As a single mom of two, my dating life borders on “barely alive” at best. When an opportunity came recently to spend the night in some shady motel with an incredibly hot man whom I’d only talked to on the phone twice, I scrambled to make arrangements for friends to watch my kids, ages 2 and 9. I hadn’t been alone all night with a man — hadn’t woken up in various in-between stages of cuddling and foreplay — in three years.
Armed with a group of friends cheering me on — friends who also sent “Are you alive??” texts the next morning — I met him, smiled, and nearly kissed him hello. When we got to our room, my body became a thing of beauty, filled with fire and lust. My breasts were no longer bags of liquid food, they were round and full. He loved them; he grabbed them — and sprayed milk all over us.
I laughed it off, and he did too. But my eye still twitches whenever I think of it.
After my second daughter was born, I lost my sex drive completely for more than a year. The sound of people kissing made me nauseous. Then a friend suggested a guy who could have easily passed for Ryan Gosling’s cousin. I liked him too fast, too much, but he stood firm in not wanting a relationship. Disappointed but undaunted, I took to OKCupid, challenging myself to learn how to meet men, talk to them, and maybe even learn to trust them.
After a couple of months of trying to fit in some spot I wasn’t meant for, I withdrew into a place of plummeting self-esteem. I’d been rejected multiple times and had found myself pursuing others who weren’t great choices.
I stopped dating completely for five months, choosing to focus instead on my freelancing career. I wrote my way out of poverty; I worked my way off food stamps. I started earning enough to put my younger daughter in daycare full-time. I was finally able to afford a smartphone.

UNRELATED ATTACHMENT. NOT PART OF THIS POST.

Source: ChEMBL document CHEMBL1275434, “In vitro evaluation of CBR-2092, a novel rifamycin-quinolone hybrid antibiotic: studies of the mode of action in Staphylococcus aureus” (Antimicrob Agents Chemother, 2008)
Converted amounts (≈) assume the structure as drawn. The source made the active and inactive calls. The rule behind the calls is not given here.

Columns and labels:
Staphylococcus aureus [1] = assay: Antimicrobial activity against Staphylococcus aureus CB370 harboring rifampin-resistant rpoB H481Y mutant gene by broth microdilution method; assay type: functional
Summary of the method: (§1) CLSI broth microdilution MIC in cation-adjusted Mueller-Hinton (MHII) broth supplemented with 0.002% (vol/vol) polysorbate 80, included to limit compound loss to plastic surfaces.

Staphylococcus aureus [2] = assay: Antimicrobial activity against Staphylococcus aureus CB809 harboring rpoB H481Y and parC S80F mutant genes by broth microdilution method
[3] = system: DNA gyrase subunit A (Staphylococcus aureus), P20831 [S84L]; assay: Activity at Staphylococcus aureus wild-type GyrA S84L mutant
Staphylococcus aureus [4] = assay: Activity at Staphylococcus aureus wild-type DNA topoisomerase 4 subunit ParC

So, naturally, I found my way to Tinder.
I discovered that there are a lot of single men in Montana. Most proudly held up dead animals they’d killed — earning them a left swipe from me. Eventually I had to start talking to some of the ones I’d matched with. At least half, after I casually dropped that I was a single mom, stopped replying or just straight-up unmatched me.
Six months earlier, these things would have cut me down. I’d gone into dating feeling like I was burdening someone. I had very little spending money. Paying a sitter to go out was still a self-indulgent luxury. Six months earlier, I’d felt like I was a situation someone had to take on out of the kindness of their heart.
Even after the incident of spraying breast milk all over my steamy companion, I didn’t feel ashamed. He told me I was sexy, and I believed him. But as much as I liked him, and adored his laugh and beard, I didn’t want to jump into a serious relationship just yet. For the first time in possibly my entire life, I had the confidence to enjoy taking things slow, getting to know several people, and playing the field. I didn’t find one person to like and latch on to like a kitten thrown into a tub of water. Instead, I playfully splashed, batted eyes, and flirted heavily.
My standards skyrocketed. I saw myself as someone to be won over, instead of the other way around. I went out with firefighters, lawyers, musicians, and an Australian who’d been cycling all over the world for 20 years.
I still haven’t figured out how to play the kid card at the appropriate time. Sometimes I feel like I’m lying, messaging back that I’m doing “Great!” on a Saturday morning between cleaning up the remnants of my kid’s puke from the night before.
Before, I didn’t want to tell men about my kids because I thought that part of my life was unsexy and would be most likely unattractive to Mr. Rock Climber who had “Never Married, No Kids” in his profile. But why should single motherhood be a knock against me?
If anything, single mothers should embrace their ability to handle a life that most wouldn’t be able to survive for more than a day. We know how to find fun on any budget, how to solve problems quickly, and how to calmly breathe through any temper tantrum — all of which are stellar life and dating skills.
Plus, if you’re out on a date with a single mom, you know that she is giving you some precious time. She could be at home, taking a bath, or be out with friends she never gets to see, but instead she is with you. Remember that.
As a single mom, dating is still all fun for me, and I don’t introduce people to my kids — especially since the 9-year-old likes to say, “Are you gonna be my stepdad?” if she sees us sneaking a kiss. I’m guessing it’s going to take a pretty strong man to keep showing up. I can definitely wait. For the first time, I feel like we’re worth waiting for.
All single moms are.
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